Multilingual Literary Journal Catches on Around Europe

By , Special to The Christian Science Monitor

EUROPE'S newest publication is printed in five languages and already reaches readers numbered in the millions. The literary magazine Liber made its debut this month at the Frankfurt International Book Fair.

In addition to Frankfurt, the first issue appeared in London, Rome, Madrid, and Paris in the language of the country.

``It's not a normal paper,'' explains Alan Hollinghurst, one of Liber's deputy editors. The 24-page supplement appears five times a year in the Frankfurter Allgemeine, The Times of London, Rome's L'Indice, Paris's Le Monde, and Madrid's El Pais.

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Liber's aim is more than wide readership. An opening editorial states that it will serve as a forum where writers and scholars ``can explain and debate freely ... intellectual problems which are of general concern'' without language barriers.

The timing of Liber appears to be good. In 1986, the 12 members of the European Community agreed to the goal of a borderless economy by 1992. Since then public debate has grown over just what ``Europe'' is and what it means to be ``European.''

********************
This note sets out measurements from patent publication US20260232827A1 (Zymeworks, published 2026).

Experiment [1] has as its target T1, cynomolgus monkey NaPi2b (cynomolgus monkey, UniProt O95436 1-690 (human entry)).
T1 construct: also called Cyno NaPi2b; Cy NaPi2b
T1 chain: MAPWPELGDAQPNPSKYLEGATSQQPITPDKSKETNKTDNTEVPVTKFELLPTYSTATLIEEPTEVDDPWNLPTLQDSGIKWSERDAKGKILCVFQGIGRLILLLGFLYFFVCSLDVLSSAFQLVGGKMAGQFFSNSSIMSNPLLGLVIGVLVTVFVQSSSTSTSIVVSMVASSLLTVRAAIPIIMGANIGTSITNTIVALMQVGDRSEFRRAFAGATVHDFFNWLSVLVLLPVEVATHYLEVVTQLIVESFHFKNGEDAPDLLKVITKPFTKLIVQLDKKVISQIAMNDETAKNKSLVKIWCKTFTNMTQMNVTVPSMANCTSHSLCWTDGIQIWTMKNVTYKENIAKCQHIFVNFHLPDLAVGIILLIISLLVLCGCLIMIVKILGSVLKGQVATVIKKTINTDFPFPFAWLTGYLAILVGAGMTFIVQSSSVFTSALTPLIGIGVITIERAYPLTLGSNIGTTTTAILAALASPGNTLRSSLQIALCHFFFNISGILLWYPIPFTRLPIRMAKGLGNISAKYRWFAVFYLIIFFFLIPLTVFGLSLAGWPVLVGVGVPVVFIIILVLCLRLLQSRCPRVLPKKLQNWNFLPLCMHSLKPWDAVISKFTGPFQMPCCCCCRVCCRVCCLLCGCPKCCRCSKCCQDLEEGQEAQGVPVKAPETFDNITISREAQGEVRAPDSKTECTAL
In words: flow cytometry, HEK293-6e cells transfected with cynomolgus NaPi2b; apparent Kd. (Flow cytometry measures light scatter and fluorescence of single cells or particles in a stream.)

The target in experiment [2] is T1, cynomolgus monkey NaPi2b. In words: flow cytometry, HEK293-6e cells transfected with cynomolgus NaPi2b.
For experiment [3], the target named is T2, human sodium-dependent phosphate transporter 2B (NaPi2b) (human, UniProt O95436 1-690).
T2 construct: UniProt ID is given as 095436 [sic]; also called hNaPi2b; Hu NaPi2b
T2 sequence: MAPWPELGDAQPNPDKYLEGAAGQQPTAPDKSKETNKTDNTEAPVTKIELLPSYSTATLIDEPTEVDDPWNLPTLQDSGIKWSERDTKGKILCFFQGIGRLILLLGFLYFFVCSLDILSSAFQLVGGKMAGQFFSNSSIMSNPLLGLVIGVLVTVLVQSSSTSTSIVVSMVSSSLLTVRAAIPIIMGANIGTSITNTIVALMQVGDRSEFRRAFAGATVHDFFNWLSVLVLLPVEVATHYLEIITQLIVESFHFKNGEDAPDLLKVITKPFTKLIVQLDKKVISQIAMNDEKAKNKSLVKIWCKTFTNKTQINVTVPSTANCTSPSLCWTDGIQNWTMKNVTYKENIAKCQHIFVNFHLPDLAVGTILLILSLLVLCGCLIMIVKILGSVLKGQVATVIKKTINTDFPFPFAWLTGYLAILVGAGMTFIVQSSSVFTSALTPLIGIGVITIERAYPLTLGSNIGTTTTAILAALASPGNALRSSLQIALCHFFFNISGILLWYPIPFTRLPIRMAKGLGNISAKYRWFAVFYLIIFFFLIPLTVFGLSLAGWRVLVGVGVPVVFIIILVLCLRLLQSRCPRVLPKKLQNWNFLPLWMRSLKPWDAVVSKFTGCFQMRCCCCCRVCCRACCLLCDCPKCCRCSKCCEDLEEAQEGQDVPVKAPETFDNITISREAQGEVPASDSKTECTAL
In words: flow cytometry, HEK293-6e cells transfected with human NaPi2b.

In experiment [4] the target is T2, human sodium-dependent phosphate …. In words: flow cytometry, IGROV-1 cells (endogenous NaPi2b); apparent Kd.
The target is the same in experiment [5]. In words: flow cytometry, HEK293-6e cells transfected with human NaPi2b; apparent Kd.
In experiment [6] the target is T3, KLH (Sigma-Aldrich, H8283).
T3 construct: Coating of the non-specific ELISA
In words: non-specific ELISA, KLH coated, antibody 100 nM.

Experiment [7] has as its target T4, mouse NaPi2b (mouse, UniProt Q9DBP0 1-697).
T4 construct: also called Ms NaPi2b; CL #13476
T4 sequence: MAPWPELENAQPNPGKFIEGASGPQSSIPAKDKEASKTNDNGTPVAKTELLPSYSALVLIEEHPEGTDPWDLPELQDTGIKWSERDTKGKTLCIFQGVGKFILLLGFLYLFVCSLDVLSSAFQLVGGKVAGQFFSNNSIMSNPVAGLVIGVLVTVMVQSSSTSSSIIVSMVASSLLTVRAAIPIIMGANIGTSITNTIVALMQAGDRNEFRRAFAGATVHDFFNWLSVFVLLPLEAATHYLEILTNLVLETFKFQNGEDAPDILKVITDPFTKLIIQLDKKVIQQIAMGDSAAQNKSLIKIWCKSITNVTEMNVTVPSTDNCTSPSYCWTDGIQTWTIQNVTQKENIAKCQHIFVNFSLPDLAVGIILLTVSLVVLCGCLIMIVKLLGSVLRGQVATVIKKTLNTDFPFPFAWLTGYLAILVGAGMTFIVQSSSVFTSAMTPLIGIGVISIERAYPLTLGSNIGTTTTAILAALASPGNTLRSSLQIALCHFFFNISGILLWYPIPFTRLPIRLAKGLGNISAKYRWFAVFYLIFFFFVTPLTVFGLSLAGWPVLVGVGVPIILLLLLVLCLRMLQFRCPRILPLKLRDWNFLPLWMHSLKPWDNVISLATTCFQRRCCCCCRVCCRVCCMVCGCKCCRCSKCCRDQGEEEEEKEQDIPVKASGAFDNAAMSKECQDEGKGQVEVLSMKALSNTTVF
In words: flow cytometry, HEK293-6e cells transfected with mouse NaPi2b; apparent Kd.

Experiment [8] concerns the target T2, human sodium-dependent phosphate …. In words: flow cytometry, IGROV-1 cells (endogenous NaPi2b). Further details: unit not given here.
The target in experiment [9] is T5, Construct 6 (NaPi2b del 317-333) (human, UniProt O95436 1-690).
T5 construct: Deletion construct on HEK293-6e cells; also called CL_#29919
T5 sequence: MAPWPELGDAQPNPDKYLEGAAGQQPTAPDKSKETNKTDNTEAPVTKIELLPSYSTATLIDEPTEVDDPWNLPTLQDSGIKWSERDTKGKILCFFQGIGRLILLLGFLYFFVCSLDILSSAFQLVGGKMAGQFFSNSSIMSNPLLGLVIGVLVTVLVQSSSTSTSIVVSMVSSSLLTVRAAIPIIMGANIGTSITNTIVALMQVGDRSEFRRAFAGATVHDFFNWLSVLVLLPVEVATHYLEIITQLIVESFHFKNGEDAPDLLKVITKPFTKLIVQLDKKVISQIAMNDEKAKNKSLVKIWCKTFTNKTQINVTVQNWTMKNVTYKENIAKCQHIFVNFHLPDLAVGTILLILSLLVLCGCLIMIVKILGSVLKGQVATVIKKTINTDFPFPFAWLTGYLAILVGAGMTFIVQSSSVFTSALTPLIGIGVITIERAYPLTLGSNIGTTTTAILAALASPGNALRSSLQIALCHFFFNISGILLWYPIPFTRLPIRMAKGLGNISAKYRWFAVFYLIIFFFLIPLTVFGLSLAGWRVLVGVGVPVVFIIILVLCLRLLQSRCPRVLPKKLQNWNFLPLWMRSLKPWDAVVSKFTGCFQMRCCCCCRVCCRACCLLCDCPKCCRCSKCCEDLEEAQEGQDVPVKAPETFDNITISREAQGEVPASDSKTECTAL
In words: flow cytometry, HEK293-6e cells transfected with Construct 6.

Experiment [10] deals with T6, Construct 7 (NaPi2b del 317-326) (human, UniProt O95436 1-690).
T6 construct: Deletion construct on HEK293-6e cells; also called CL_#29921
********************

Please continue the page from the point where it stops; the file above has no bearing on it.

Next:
A multilingual forum can play an important part in the debates.

According to Mr. Hollinghurst, the idea for Liber predates 1986. A Frenchman, Pierre Bourdieu, and an Italian, Gian Giacomo Migone, thought such a publication might be useful for showing Europeans what unites them.

They were aware that it might reveal what divides them as well. Three years later, with additional partners in Great Britain, West Germany, and Spain, Liber was launched.

The first issue has a cover story by G"unter de Bruyn, an East German, about Heinrich B"oll.

Other writers are French, British, West German, Italian, Romanian, Polish, and Nigerian.

Although the journal is billed as ``a European review of books,'' articles will mainly be essays on literary themes.

``Interest in the magazine has been very good,'' reports Christopher Lorne, advertising director for Britain, referring to advertisers and publishers.

Liber's ads will be the same - with translated copy - in all markets. The publishers hope advertisers will see a unique opportunity to reach a highly literate audience of more than 2 million readers in five countries at once.

The next issue of Liber will be distributed in early December.

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